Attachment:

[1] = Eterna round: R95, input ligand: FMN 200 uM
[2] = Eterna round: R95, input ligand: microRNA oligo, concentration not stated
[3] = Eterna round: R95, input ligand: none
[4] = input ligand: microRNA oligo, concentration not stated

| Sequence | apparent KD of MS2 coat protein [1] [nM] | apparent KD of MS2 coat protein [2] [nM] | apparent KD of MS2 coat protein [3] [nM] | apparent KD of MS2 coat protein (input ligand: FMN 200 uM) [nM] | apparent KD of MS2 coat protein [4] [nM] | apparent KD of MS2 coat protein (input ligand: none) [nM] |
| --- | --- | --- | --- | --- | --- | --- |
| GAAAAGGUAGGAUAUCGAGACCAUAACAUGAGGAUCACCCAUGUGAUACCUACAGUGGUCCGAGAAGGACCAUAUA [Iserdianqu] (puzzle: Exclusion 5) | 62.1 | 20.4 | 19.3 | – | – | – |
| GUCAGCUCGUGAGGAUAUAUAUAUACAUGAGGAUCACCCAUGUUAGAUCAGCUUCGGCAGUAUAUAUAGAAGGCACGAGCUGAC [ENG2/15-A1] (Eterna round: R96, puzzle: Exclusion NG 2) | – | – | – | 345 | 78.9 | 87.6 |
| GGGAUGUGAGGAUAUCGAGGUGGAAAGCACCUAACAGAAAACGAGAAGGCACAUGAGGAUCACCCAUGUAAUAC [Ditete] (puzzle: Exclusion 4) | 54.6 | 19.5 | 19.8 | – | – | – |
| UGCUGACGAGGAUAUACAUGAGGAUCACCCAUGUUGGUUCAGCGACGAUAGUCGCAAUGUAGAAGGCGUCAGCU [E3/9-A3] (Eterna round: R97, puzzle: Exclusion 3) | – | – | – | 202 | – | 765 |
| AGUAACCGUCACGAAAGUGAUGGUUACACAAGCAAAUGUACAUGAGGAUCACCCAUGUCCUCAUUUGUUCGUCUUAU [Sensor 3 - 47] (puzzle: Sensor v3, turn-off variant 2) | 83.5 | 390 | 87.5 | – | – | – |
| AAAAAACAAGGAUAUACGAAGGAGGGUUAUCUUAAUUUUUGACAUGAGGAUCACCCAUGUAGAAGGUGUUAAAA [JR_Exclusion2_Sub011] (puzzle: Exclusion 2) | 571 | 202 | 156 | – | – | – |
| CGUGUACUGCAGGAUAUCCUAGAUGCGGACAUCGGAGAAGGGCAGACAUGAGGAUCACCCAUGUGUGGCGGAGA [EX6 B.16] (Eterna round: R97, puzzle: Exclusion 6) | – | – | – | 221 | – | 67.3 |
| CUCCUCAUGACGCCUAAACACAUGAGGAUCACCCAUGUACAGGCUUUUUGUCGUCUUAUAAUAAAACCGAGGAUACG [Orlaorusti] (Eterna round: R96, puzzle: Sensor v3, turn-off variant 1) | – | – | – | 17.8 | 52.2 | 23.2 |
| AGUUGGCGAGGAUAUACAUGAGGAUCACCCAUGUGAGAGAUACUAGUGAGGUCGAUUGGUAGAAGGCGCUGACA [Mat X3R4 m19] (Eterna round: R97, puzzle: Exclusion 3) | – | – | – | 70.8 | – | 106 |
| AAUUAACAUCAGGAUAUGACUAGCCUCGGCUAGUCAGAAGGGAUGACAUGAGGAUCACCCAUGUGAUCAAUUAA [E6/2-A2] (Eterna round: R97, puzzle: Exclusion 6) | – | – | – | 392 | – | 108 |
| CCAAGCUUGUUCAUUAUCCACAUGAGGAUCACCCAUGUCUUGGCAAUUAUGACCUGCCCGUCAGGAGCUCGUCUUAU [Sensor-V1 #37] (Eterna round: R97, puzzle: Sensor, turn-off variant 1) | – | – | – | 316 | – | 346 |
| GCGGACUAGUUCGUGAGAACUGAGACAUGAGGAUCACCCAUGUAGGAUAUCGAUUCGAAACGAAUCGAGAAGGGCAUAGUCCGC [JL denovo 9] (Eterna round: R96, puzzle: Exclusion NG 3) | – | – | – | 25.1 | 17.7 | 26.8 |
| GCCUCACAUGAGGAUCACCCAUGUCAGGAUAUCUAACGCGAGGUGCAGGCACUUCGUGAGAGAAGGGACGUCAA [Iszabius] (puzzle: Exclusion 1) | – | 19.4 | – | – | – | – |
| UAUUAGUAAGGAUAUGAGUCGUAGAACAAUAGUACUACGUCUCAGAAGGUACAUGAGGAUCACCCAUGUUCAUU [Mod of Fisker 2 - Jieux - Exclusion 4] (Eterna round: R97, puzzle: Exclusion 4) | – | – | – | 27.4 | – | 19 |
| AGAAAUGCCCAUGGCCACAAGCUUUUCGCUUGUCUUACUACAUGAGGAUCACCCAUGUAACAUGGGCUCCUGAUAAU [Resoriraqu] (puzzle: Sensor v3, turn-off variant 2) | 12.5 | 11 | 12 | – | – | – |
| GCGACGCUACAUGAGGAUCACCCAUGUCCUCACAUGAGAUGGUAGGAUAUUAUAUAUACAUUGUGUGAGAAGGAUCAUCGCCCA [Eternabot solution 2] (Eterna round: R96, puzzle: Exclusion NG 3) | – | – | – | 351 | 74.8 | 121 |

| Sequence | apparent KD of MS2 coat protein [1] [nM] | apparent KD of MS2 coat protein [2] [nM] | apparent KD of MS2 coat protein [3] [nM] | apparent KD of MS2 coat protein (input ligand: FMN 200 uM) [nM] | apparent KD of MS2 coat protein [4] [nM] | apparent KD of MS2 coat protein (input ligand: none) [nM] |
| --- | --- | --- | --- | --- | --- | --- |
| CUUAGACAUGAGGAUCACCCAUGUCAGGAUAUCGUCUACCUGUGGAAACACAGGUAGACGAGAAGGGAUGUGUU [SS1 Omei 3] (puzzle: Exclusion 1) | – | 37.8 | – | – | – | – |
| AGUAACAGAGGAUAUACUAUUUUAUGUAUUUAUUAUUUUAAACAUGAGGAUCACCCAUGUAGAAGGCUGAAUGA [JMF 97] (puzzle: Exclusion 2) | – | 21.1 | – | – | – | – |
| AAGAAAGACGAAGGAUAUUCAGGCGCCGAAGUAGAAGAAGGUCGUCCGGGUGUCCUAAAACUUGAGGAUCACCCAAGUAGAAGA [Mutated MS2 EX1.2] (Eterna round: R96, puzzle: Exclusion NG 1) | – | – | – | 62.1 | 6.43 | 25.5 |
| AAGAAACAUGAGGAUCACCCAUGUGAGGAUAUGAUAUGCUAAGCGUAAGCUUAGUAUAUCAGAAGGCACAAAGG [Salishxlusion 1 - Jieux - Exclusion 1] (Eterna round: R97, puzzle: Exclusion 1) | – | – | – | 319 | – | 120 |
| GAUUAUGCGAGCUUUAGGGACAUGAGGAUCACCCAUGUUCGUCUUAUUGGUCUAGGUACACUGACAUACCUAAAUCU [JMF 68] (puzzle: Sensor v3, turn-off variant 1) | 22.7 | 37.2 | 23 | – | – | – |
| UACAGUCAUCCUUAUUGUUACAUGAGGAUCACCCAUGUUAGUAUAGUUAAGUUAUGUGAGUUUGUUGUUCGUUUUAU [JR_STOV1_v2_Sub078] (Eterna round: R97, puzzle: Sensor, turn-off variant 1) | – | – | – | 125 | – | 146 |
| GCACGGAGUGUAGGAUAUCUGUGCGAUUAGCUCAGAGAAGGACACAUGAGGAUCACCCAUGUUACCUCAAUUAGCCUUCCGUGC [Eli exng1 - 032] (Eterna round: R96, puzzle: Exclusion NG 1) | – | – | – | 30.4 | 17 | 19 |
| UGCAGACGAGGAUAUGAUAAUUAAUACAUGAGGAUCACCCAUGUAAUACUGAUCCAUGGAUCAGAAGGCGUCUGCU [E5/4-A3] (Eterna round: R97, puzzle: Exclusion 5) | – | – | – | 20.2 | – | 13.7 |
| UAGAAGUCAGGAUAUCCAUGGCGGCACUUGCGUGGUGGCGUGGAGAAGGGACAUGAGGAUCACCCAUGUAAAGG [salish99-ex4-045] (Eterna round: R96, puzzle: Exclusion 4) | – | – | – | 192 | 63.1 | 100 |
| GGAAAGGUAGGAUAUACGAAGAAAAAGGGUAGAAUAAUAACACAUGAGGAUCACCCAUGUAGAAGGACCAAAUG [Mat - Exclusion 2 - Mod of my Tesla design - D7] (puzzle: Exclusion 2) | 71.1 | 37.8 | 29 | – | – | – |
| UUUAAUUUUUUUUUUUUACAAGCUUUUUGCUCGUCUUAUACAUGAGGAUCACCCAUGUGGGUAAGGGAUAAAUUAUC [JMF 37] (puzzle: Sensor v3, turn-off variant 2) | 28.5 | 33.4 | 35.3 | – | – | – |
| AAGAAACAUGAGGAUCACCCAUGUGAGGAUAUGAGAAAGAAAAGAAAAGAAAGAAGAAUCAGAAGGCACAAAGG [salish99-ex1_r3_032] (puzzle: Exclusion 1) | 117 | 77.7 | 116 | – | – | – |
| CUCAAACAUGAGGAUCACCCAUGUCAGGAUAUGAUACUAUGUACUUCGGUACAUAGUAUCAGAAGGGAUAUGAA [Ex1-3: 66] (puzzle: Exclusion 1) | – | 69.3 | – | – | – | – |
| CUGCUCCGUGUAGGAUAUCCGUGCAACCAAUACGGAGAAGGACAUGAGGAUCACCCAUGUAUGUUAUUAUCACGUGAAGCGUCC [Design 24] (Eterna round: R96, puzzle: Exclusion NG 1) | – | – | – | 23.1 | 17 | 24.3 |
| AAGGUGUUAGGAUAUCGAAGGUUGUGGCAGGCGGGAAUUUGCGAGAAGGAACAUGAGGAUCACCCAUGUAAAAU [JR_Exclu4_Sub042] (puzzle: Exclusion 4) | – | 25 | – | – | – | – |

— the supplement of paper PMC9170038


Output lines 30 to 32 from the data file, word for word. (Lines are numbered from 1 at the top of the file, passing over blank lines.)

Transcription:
| UACAGUCAUCCUUAUUGUUACAUGAGGAUCACCCAUGUUAGUAUAGUUAAGUUAUGUGAGUUUGUUGUUCGUUUUAU [JR_STOV1_v2_Sub078] (Eterna round: R97, puzzle: Sensor, turn-off variant 1) | – | – | – | 125 | – | 146 |
| GCACGGAGUGUAGGAUAUCUGUGCGAUUAGCUCAGAGAAGGACACAUGAGGAUCACCCAUGUUACCUCAAUUAGCCUUCCGUGC [Eli exng1 - 032] (Eterna round: R96, puzzle: Exclusion NG 1) | – | – | – | 30.4 | 17 | 19 |
| UGCAGACGAGGAUAUGAUAAUUAAUACAUGAGGAUCACCCAUGUAAUACUGAUCCAUGGAUCAGAAGGCGUCUGCU [E5/4-A3] (Eterna round: R97, puzzle: Exclusion 5) | – | – | – | 20.2 | – | 13.7 |